Changemaker Sage Paul on Building a Future for Indigenous Design
"It’s OK to ask the industry to change the way it works."
As the founder of Indigenous Fashion Week Toronto (IFWTO) and a thought leader in Canada’s style space, Sage Paul has made great strides for Indigenous representation within fashion: She facilitated an unprecedented capsule collection featuring eight Indigenous labels in partnership with Quebec retailer Simons that launched this past spring; she’s a member of the Program Advisory Council for Toronto’s Ryerson School of Fashion; and she teaches an Indigenous fashion course, which she created, at George Brown College (also in Toronto), where she studied fashion design.
As is the case for many groundbreakers, it took time for Paul to find her way. “I didn’t really see myself in the industry — not because I felt excluded but because I felt that it was unattainable,” she says. “I didn’t have the financial resources to pursue design, for example. And culturally there was a disconnect.”
Paul’s perspective began to shift after she became involved with the imagineNative Film + Media Arts Festival; she designed costumes for works that were screened between 2005 and 2008. “I saw Indigenous people creating films with our stories,” she says. “It really transformed my understanding of how a medium that so often misrepresents us could be used as our lens.”
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Paul has also employed her design prowess as a means of artistic communication; she has shown works at the Gladstone Hotel and, more recently, the Art Gallery of Ontario. But it was a 2012 solo exhibition at Toronto’s Harbourfront Centre that would prove the most fateful: She connected with the renowned cultural hub years later to tell them that she had an idea for what would become IFWTO — a multi-day event that launched in 2018.
Paul, who identifies as an urban Denesuliné tskwe (“woman” in Dene), conceived of IFWTO after spending time working within her ancestral community of the English River First Nation in Saskatchewan. She says that engaging in traditional practices like indigo dyeing and hide tanning sparked an idea for a showcase that reflected the diverse yet unifying Indigenous craftwork that can be found across the country.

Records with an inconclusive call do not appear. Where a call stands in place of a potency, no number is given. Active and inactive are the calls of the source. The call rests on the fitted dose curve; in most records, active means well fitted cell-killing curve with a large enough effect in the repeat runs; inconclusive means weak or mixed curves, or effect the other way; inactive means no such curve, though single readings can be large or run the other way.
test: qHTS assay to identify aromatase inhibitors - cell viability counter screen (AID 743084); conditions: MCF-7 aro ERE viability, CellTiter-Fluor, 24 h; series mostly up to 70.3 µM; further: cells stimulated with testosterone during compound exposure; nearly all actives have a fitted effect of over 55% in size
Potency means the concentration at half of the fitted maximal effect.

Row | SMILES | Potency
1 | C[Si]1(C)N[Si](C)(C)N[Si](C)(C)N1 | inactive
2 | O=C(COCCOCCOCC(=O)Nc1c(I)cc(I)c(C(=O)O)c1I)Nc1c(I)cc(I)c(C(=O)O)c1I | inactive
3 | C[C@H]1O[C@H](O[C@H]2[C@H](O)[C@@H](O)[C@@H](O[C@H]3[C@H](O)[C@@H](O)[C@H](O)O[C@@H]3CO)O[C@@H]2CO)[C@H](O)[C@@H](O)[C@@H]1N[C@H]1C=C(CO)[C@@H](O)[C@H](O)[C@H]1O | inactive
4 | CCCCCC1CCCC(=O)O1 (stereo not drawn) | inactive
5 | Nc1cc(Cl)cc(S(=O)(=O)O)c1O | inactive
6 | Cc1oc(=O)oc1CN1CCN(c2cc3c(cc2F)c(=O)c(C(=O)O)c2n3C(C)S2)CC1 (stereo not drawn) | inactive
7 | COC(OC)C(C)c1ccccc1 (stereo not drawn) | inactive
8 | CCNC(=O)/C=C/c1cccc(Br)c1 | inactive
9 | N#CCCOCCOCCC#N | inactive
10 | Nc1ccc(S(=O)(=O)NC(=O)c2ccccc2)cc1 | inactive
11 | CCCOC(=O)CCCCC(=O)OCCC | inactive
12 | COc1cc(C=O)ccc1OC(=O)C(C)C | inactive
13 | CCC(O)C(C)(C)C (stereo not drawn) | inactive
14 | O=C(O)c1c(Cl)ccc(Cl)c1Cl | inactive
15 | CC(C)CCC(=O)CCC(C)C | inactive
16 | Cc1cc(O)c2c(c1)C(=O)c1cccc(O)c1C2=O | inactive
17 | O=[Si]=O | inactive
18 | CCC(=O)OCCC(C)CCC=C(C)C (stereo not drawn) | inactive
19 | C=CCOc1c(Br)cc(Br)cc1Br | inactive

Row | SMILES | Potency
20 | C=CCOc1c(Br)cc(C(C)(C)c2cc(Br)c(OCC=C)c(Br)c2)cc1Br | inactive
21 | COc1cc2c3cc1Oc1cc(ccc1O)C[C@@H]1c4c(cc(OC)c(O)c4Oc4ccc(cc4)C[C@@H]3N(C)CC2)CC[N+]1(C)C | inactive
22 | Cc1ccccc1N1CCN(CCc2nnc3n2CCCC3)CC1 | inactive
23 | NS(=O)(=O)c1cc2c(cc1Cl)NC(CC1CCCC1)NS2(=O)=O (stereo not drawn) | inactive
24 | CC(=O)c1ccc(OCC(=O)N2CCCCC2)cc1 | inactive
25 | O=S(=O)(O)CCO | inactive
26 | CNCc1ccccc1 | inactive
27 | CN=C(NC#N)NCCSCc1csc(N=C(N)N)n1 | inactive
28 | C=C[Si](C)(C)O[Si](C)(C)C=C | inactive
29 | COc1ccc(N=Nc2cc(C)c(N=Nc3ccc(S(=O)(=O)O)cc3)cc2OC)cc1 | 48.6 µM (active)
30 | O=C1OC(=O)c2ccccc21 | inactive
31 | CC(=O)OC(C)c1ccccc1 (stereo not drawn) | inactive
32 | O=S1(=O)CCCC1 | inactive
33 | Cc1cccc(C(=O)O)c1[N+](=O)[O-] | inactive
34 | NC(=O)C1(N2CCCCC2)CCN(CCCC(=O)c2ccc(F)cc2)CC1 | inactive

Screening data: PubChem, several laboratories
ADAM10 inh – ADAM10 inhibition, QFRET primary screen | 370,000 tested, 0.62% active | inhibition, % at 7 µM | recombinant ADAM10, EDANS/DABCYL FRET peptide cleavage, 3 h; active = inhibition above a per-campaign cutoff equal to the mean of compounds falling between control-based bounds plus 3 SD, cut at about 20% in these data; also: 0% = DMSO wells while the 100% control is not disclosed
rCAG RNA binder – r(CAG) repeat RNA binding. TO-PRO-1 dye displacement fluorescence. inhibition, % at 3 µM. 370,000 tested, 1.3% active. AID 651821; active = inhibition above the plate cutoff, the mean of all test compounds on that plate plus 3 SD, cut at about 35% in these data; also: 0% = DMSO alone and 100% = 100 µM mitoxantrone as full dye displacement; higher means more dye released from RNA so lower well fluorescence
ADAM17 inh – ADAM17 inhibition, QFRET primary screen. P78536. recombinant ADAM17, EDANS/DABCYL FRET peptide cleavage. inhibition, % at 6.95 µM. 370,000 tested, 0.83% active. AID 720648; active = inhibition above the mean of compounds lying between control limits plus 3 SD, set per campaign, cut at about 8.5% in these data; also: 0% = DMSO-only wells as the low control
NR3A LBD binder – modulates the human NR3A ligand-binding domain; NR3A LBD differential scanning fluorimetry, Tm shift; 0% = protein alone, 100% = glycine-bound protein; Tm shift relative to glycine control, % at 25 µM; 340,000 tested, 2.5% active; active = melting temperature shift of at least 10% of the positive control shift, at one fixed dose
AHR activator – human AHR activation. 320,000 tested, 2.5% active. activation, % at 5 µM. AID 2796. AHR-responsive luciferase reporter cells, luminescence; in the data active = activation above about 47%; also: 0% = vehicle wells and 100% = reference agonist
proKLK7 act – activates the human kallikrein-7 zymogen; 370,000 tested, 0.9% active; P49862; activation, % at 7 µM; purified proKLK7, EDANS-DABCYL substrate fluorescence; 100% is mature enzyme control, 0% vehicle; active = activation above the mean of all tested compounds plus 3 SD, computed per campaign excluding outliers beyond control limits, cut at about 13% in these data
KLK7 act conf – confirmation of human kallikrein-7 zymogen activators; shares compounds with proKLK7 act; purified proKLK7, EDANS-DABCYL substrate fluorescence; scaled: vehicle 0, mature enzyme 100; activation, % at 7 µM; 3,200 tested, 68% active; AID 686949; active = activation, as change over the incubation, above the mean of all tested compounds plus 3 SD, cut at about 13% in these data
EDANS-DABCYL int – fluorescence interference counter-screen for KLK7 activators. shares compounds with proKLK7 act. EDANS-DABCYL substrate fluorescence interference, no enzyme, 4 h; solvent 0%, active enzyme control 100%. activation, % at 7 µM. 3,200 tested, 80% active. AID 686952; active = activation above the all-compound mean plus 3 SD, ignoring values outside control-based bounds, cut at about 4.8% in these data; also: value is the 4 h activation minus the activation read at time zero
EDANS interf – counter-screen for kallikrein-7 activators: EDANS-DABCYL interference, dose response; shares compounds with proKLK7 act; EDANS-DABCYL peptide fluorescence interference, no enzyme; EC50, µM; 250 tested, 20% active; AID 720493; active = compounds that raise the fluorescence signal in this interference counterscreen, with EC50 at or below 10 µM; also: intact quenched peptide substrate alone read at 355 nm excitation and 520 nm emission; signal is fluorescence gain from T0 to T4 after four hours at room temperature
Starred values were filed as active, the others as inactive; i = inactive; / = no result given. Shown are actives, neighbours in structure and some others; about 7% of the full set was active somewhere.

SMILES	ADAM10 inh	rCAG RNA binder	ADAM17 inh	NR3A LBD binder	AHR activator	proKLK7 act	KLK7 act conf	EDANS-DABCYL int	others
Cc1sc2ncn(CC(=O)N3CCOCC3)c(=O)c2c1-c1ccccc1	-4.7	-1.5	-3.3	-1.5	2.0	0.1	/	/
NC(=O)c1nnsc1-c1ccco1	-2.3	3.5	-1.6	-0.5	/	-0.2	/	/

For the upcoming all-digital IFWTO, Paul and her team have produced brief films featuring BIPOC performers that will air over the course of four days, displaying clothing and accessory collections from 16 designers. The schedule will also offer pre-recorded panel discussions for public viewing and micro-meeting opportunities that will afford designers interactions with retail buyers and press. And a marketplace will aggregate offerings from multiple artisans and brands, giving a “see now, buy now” kind of appeal to items that are labour-intensive in construction and often imbued with cultural significance.
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Perhaps the most intriguing aspect of the whole affair is the art show devised in collaboration with Mohawk multimedia artist Skawennati. “We’re putting together an exhibition using her Second Life-world app, Tech Island,” says Paul of the compelling component that she hopes will push people just far enough out of their comfort zones. “We are digitally rendering the work of seven artists who were originally supposed to be showing live and creating a virtual space where people can actually go into Second Life and walk around.”
One of Paul’s strengths is the ability to urge others toward an unfamiliar though promising direction. For the Simons x IFWTO project, she insisted that the designers be paid in advance of work completion, which isn’t standard procedure. “That’s one thing I’ve learned: It’s OK to ask the industry to change the way it works,” she says. “I know that we asked them to do things they weren’t used to, and it completely shook up their infrastructure. But it was exciting to be able to come and say ‘Can we look at it this way?’”